If the results of this early experiment are correct, the difference between the final moisture content and dimensional values when approaching from different directions are in the order of 2 to 4%, certainly something that can't be ignored.

Has this flute experienced very dry times?  Certainly.  It had spent many years in Canada, before coming to Canberra Australia in the middle of a 10 year drought.  And wet times?  That's what this experiment is all about!


But what does that mean in the flute situation?  It would suggest that a flute that had dried out over a long time would have a narrower bore than one kept in playing mode.  And a narrower bore will exhibit different tuning and probably performance to a flute with a wider bore.  Woah, that's an experimental outcome that wasn't on the agenda!

So, suddenly our horizon is widening.  An experiment, narrowly focussed on tenon compression, now has to contemplate, or at least take into account, other moisture-related effects.

Where are we now?

Let's look at where the bore of the LH section is now, in comparison to where we started out.  In the graph below, the new bore diameter is shown in bold green, with the old bore in navy.

As you can see, it's essentially the old LH bore enlarged a little.  We still see strangulation at both tenons, although quite a bit reduced.  Indeed, the bore at both ends now lies outside the "flatten the tenons" scenario.  Suddenly, even our boldest scenario, the violet "Ignore the Shrinkage", looks to be within grasp.

Is this "the shrinkage"?

You'll remember that "the shrinkage" referred to in the "Ignore the shrinkage" scenario was the apparent shrinkage of the barrel.  I'd estimated that as about 1.5%, given that a 1.1mm crack had opened up in the wood around the metal liner.  You'll remember that, further up, I'd also consigned the barrel to the horrors of Plan B.  My aim was to see if the mouth of the barrel would open up, to accommodate a tenon swollen under bold scenario conditions.  So, time now to interview the barrel!

And, sure 'nuff, the mouth of the barrel was now 1.5% larger too, while the diameter at the back of the mouth was about 1% larger.  These changes restored a better slope to the inside of the socket, as well as improving its capacity to take a bigger tenon.  More support for the bolder scenarios?

And the barrel?

You'll remember I threw the barrel into the humidification chamber a couple of days after the head, largely to see if the mouth would expand a bit, which it did.  So what else did we notice on that journey?

Firstly, the crack, which had started at about 1.1mm wide, closed to about 0.3mm within the first week, and almost closed up by the 10th day. 

Secondly, where the ivory ring met the wood, the ivory had been noticeably smaller than the wood, leaving a ridge you could easily catch a fingernail on.  By about the 12th day, the fingernail seemed confused.  The ivory, once milky white, was now looking quite translucent.  So, the ivory seemed to be absorbing water and expanding faster than the wood.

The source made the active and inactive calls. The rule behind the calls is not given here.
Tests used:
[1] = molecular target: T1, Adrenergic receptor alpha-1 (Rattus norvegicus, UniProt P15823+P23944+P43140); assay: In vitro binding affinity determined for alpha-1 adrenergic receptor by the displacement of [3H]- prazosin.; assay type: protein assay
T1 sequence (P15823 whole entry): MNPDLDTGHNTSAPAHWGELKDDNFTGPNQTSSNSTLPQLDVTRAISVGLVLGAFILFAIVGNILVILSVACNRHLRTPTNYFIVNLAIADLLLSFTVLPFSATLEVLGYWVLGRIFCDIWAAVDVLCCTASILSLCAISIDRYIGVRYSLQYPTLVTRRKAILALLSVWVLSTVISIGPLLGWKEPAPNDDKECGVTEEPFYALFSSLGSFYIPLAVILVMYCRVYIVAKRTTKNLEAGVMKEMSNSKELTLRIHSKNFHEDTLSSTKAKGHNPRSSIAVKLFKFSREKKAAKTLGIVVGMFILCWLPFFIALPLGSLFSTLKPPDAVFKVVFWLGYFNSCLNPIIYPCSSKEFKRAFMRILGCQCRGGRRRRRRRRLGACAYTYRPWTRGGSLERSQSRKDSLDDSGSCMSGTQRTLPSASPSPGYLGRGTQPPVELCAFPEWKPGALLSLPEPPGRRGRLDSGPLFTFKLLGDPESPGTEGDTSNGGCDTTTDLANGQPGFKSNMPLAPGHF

Thirdly, it became clear that the barrel wood was growing in length.  This is something we saw in the test tenon, back in Series 1, and is perhaps something boxwood is prone to.  But the brass liner in the barrel was turned up into a flange at both ends, and soon the wood ran out of room and started to distort alarmingly.  I turned off the flange at the top end of the barrel to prevent conflict.  Losing the flange was inevitable anyway, as the liner had to come out to permit me to glue the crack closed, and it couldn't possibly come out with a flange at both ends.  If major re-humidification is called for in future, I'll be removing this flange up front!

Another cold shower?

Before we get too excited about any of this, and start throwing innocent flutes into ice-cream tubs full of wet sponges, we need to take a deep breath.  These are very early results, and may well be negated by further examination.  Further, we don't know how long this new condition will last.  Has the humidifying process "permanently set" the wood in this engorged state, or, over time, will it slowly regress to the state we found it in?  Is this effect limited to boxwood, or does it apply to ebony and cocus, and even our modern blackwood?  Would simply playing the flute (Plan A) have achieved the same outcome, or will regular playing maintain it?  Is this what "blowing-in" is?  And are the changes a desired outcome, taking us closer to what Potter intended, or just yet another and more fantastic distortion visited upon this poor wretched flute?  So many questions!  And we still haven't achieved our basic aim, to eradicate the strangulation, even though we have ironed it out a bit.

But, for all that, you can't tell me it isn't interesting!  And it might represent a temporary derailment of our plans.  But, to return to Rabbie Burn's quote up top, I can handle a bit of a-gley from time to time.

What's next?

Hopefully, in our next episode, we can get back to testing Plan A - just playing the flute!

On to Plan A, or

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  Created 12 May, 2011